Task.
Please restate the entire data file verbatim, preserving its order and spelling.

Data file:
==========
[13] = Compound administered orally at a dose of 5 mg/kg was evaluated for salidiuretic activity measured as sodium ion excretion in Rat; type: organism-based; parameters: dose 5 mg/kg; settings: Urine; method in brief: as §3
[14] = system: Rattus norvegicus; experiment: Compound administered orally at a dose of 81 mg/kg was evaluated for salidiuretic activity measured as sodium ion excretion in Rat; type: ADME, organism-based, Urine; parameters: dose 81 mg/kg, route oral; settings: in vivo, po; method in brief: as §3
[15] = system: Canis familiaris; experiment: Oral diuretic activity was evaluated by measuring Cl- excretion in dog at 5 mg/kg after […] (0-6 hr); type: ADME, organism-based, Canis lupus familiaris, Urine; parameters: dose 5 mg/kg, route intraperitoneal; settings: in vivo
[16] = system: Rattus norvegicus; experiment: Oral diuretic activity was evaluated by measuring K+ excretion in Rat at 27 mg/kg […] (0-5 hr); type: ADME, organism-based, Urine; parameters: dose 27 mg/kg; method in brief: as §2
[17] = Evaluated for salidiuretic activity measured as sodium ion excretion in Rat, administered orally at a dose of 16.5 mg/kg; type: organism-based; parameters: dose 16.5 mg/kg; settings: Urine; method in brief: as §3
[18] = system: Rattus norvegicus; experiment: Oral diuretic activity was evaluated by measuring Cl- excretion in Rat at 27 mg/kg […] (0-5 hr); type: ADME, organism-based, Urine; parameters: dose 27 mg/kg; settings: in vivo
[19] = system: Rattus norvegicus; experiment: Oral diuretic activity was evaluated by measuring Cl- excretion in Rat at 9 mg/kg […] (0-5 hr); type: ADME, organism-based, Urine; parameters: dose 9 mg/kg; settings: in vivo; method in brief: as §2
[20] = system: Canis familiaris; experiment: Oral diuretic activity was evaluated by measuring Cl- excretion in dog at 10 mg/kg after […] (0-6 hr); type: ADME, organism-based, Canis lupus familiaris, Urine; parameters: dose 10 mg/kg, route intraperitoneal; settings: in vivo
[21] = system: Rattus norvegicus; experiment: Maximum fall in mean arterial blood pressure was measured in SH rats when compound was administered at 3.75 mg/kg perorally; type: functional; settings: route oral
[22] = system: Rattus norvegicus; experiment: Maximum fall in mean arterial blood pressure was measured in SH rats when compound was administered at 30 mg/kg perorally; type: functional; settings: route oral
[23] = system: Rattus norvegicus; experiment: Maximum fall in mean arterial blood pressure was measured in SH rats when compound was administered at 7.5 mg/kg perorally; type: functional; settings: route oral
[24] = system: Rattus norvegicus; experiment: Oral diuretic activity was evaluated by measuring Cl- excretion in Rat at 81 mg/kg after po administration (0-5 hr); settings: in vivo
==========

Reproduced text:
[13] = Compound administered orally at a dose of 5 mg/kg was evaluated for salidiuretic activity measured as sodium ion excretion in Rat; type: organism-based; parameters: dose 5 mg/kg; settings: Urine; method in brief: as §3
[14] = system: Rattus norvegicus; experiment: Compound administered orally at a dose of 81 mg/kg was evaluated for salidiuretic activity measured as sodium ion excretion in Rat; type: ADME, organism-based, Urine; parameters: dose 81 mg/kg, route oral; settings: in vivo, po; method in brief: as §3
[15] = system: Canis familiaris; experiment: Oral diuretic activity was evaluated by measuring Cl- excretion in dog at 5 mg/kg after […] (0-6 hr); type: ADME, organism-based, Canis lupus familiaris, Urine; parameters: dose 5 mg/kg, route intraperitoneal; settings: in vivo
[16] = system: Rattus norvegicus; experiment: Oral diuretic activity was evaluated by measuring K+ excretion in Rat at 27 mg/kg […] (0-5 hr); type: ADME, organism-based, Urine; parameters: dose 27 mg/kg; method in brief: as §2
[17] = Evaluated for salidiuretic activity measured as sodium ion excretion in Rat, administered orally at a dose of 16.5 mg/kg; type: organism-based; parameters: dose 16.5 mg/kg; settings: Urine; method in brief: as §3
[18] = system: Rattus norvegicus; experiment: Oral diuretic activity was evaluated by measuring Cl- excretion in Rat at 27 mg/kg […] (0-5 hr); type: ADME, organism-based, Urine; parameters: dose 27 mg/kg; settings: in vivo
[19] = system: Rattus norvegicus; experiment: Oral diuretic activity was evaluated by measuring Cl- excretion in Rat at 9 mg/kg […] (0-5 hr); type: ADME, organism-based, Urine; parameters: dose 9 mg/kg; settings: in vivo; method in brief: as §2
[20] = system: Canis familiaris; experiment: Oral diuretic activity was evaluated by measuring Cl- excretion in dog at 10 mg/kg after […] (0-6 hr); type: ADME, organism-based, Canis lupus familiaris, Urine; parameters: dose 10 mg/kg, route intraperitoneal; settings: in vivo
[21] = system: Rattus norvegicus; experiment: Maximum fall in mean arterial blood pressure was measured in SH rats when compound was administered at 3.75 mg/kg perorally; type: functional; settings: route oral
[22] = system: Rattus norvegicus; experiment: Maximum fall in mean arterial blood pressure was measured in SH rats when compound was administered at 30 mg/kg perorally; type: functional; settings: route oral
[23] = system: Rattus norvegicus; experiment: Maximum fall in mean arterial blood pressure was measured in SH rats when compound was administered at 7.5 mg/kg perorally; type: functional; settings: route oral
[24] = system: Rattus norvegicus; experiment: Oral diuretic activity was evaluated by measuring Cl- excretion in Rat at 81 mg/kg after po administration (0-5 hr); settings: in vivo